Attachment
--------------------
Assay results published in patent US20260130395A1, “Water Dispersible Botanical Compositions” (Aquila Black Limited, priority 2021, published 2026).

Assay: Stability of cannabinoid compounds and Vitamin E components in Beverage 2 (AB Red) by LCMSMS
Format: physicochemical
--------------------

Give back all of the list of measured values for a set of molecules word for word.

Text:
Assay results published in patent US20260130395A1, “Water Dispersible Botanical Compositions” (Aquila Black Limited, priority 2021, published 2026).

Assay: Stability of cannabinoid compounds and Vitamin E components in Beverage 2 (AB Red) by LCMSMS
Format: physicochemical